Wednesday, June 1, 2011

'Write More Good' authors in Charlotte Friday

Sure, some of us still cling to stuffy style and grammar rules. We consult dictionaries to check our spelling. We avoid cliches and omit needless words.

But really, isn't that so Old Media?

Now, "Write More Good," a phony writing guide that's been called "perhaps the least useful writing aid ever compiled," injects some humor into the dreary world of writing rules.

The book (Three Rivers Press, $13) is the work of a group of writers who call themselves The Bureau Chiefs. Some will be signing books at 7 p.m. Friday, June 3, at Park Road Books, 4139 Park Road.
The idea for this new guide was born from @FakeAPStylebook, a Twitter feed that has amassed more than 200,000 followers by offering such advice as: "There are two acceptable euphemisms for the uterus: 'Ark of the Covenant' or 'Female Hysteria.'
Here are a few gems from the book:

* Proper usage: “World War” should be used only for conflicts involving countries on at least three continents. For large-scale battles against clones, killer tomatoes, or a fifty-foot woman, use “attack” instead.

* Entertainment Journalism: When writing about a celebrity for an online audience, save your readers time by linking directly to nude photos of him or her.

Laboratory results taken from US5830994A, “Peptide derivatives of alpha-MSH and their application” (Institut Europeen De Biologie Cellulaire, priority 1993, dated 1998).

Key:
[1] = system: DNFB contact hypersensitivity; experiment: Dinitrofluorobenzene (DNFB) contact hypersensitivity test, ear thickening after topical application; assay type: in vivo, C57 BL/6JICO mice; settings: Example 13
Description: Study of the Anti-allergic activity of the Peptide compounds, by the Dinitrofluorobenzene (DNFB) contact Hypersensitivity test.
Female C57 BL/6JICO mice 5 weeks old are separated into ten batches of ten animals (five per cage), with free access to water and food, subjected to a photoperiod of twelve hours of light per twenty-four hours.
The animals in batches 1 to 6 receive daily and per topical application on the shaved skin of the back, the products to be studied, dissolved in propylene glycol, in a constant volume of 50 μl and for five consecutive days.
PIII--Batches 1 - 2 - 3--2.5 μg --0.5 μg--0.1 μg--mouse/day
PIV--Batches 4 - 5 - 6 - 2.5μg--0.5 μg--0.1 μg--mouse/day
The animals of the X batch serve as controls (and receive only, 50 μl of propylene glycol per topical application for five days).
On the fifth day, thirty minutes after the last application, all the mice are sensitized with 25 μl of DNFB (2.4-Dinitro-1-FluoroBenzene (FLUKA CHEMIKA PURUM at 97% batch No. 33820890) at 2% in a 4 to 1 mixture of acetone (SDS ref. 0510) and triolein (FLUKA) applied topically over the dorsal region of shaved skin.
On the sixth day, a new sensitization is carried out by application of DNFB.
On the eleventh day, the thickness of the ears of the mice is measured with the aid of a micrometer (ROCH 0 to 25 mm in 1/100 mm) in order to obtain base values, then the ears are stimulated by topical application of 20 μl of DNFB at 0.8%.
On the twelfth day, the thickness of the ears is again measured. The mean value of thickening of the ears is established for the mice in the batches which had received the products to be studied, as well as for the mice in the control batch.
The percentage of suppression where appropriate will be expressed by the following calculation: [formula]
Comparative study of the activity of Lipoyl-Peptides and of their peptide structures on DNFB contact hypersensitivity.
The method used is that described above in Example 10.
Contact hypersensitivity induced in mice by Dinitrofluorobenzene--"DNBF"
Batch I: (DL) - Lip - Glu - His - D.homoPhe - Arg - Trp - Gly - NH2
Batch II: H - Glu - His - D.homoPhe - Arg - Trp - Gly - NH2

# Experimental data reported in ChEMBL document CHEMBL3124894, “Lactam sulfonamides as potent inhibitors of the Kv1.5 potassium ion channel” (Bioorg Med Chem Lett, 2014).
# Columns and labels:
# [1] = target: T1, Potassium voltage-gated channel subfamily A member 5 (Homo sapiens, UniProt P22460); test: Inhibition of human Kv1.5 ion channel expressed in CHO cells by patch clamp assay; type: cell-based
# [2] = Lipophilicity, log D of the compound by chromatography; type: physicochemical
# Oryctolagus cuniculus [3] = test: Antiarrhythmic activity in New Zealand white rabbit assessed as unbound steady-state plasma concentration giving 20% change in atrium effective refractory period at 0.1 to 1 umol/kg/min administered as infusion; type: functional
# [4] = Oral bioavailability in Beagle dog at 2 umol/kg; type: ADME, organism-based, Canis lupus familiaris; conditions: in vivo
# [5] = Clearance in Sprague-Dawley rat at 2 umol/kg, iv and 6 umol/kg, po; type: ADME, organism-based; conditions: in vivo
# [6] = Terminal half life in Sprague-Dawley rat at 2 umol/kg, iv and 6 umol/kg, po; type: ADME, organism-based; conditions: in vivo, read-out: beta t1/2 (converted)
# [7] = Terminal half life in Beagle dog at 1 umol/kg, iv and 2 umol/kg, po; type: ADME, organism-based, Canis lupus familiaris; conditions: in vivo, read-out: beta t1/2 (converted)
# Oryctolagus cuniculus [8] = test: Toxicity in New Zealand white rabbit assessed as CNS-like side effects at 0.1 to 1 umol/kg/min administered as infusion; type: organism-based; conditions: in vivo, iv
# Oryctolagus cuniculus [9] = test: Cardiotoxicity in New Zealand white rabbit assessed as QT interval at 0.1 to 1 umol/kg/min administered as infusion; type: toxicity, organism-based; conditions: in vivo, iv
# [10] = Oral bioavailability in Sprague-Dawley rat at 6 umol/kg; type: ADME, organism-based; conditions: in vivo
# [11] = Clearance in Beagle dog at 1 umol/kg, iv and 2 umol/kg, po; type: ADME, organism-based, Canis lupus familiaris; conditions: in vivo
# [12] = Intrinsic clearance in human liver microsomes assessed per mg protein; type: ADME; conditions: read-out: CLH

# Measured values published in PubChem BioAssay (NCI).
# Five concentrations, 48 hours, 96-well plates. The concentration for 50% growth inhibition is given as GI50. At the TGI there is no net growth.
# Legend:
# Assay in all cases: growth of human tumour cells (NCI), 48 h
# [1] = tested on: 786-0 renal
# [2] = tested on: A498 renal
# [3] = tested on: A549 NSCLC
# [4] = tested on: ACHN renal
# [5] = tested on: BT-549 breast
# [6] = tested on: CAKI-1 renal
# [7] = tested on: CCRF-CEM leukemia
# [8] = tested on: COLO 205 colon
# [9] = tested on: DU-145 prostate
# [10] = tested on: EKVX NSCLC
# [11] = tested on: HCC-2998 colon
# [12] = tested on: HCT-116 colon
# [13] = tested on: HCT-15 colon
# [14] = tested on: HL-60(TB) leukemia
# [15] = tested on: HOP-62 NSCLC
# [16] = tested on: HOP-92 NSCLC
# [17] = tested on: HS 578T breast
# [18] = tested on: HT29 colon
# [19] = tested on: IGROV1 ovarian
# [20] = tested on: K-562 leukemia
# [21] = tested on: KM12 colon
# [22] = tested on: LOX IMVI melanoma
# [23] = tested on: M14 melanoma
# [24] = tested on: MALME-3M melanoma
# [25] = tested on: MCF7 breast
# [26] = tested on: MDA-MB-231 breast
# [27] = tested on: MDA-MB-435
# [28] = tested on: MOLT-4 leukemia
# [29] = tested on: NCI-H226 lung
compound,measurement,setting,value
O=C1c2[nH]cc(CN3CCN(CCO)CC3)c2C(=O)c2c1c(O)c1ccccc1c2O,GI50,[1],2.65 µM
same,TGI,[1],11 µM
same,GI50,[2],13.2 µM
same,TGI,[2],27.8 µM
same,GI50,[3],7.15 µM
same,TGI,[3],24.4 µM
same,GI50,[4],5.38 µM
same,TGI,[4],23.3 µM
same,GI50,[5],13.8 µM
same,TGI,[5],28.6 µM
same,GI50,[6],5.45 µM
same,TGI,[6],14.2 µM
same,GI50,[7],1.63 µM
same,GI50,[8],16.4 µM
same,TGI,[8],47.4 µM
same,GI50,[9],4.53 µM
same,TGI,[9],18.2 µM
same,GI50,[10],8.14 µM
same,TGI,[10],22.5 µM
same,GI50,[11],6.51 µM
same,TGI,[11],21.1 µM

* Science Reporting: When writing about those robots that seek out and consume houseflies for energy, the parenthetical aside “(OH GOD, WE’RE DOOMED!)” is implied and is therefore not necessary to include in your story.


Anonymous said...

I've read some excerpts from this book. If the excerpts I read are any example, I don't blame the authors for calling themselves The Bureau Chiefs instead of their real names. This has the makings of a real stinker, but it'll probably appeal to the lowest common denominator of readers.

The humour is infantile at best, simply horrible at its worst. It isn't even decent satire. I'm surprised Ebert is associated with it at all. They must have paid him a lot of money. It's more like finger-down-the-throat than tongue-in-cheek.

I wouldn't buy the book if it was on the bargain table out on the sidewalk.